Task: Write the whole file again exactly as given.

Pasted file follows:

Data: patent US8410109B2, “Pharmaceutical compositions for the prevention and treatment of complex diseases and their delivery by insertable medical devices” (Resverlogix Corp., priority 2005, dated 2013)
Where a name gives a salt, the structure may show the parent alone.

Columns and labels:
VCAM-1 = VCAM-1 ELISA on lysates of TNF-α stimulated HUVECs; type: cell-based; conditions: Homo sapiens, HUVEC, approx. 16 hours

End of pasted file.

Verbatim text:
Data: patent US8410109B2, “Pharmaceutical compositions for the prevention and treatment of complex diseases and their delivery by insertable medical devices” (Resverlogix Corp., priority 2005, dated 2013)
Where a name gives a salt, the structure may show the parent alone.

Columns and labels:
VCAM-1 = VCAM-1 ELISA on lysates of TNF-α stimulated HUVECs; type: cell-based; conditions: Homo sapiens, HUVEC, approx. 16 hours